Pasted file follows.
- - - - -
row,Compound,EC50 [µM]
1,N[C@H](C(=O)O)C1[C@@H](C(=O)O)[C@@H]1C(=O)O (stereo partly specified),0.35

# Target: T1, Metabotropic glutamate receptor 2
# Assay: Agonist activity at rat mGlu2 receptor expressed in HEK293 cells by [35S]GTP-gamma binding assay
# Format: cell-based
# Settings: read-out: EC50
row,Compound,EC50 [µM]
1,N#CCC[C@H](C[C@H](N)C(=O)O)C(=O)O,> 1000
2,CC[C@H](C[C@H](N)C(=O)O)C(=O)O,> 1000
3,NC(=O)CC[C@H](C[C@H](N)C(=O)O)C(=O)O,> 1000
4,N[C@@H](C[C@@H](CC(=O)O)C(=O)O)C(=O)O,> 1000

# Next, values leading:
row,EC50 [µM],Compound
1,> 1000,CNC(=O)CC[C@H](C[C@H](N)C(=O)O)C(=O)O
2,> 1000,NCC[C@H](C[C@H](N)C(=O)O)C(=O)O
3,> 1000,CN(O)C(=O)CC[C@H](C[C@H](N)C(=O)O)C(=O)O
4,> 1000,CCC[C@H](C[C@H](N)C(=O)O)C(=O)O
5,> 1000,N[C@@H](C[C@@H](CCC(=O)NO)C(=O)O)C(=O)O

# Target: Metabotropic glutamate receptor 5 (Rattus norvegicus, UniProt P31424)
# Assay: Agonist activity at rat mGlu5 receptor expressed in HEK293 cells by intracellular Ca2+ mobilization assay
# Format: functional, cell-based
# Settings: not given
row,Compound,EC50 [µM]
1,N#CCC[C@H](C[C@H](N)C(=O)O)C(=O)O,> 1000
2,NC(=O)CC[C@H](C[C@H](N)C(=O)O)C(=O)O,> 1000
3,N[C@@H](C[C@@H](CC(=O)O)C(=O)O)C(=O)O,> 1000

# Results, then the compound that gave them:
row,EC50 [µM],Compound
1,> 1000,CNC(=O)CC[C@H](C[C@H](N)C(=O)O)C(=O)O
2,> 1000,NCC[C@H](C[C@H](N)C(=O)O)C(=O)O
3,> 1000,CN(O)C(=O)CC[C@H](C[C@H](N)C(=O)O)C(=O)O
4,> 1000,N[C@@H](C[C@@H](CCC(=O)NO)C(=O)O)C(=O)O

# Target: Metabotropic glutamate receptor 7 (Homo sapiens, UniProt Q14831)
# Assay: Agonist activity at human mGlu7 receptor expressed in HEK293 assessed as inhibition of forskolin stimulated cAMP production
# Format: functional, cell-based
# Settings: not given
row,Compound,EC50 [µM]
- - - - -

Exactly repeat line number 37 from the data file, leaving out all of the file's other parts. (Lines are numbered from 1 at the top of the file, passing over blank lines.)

row,Compound,EC50 [µM]